Sharing stories, inspiring change
Last week, Rabbi Scott Perlo wrote a provocative article in the Washington Post in which he addressed the continuing discomfort that many Jews—even liberal, gender-equity-supporting ones—feel about female rabbis. He suggests that this puzzling phenomenon may be due to the central place nostalgia holds in many people’s feelings about Judaism. It comes as no surprise that this nostalgic vision does not include female rabbis.
Perlo points out that these days, at least half of rabbinical students in the seminaries of the liberal denominations are women. On one hand, this could point toward a solution. Eventually, as women become even more of a regular presence on the bima, and as the older congregants who grew up in a world without female rabbis pass away, the prejudice against female clergy will become a thing of the past. Already, we hear stories of little boys who laugh at the suggestion they could become rabbis, declaring, “That’s for girls!” We may have arrived at the tipping point, or very nearly.
At the same time, there’s a backlash underway, in which this shift in clergy demographics is lamented as the “feminization” of the rabbinate. Not infrequently in my work with Jewish educators, I hear that they do not need the resources of the Jewish Women’s Archive because “we have a woman rabbi.” In some cases, the rabbi herself has said that she feels she can’t use JWA material because she doesn’t want to do anything that might inhibit the participation of boys and men in the synagogue.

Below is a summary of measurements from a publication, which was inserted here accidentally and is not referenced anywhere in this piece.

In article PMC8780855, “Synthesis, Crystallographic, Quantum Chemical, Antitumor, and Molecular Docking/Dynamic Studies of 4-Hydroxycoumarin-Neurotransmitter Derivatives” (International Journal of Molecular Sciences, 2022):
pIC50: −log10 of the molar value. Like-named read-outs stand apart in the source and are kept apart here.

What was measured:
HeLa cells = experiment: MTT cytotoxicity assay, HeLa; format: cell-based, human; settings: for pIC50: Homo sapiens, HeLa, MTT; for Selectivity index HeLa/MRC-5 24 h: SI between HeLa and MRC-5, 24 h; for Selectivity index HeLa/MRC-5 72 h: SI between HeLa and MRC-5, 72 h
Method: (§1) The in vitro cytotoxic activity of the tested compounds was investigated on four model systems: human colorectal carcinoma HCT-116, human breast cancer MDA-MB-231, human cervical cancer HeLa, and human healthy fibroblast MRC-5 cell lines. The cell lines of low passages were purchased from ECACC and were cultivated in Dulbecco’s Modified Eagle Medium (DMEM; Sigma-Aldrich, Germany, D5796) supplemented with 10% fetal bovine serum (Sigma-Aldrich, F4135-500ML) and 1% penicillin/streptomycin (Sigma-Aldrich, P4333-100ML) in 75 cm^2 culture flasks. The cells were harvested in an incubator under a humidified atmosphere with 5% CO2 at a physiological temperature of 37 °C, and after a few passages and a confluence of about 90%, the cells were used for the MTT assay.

So it was particularly gratifying to read Perlo’s suggestion for the best way to make real and lasting change in the gender expectations people have of their leaders: tell more stories about women. If much of Jewish education is transmitted through stories about great teachers and leaders, then we must make sure to draw upon stories of inspiring Jewish women, which are increasingly available thanks to JWA and other scholars and writers. Perlo writes:
“Many have hoped that the presence of women in religious leadership would be enough to ensure their acceptance. But it hasn’t worked out that way, because we haven’t paid enough attention to religion’s mechanics. Religion runs on stories—stories of how certain individuals brought a little more godliness into the world. When it becomes normal for congregants to hear stories of great female religious teachers given as universal examples, without batting an eye, then we will have accomplished something.”
We at JWA are working hard to make that the “new normal.” One of our favorite taglines, in fact, is “Sharing Stories, Inspiring Change.” We need as many partners as possible to share—and add to—the rich and powerful stories found everywhere on jwa.org so that, together, we can make lasting and meaningful social change.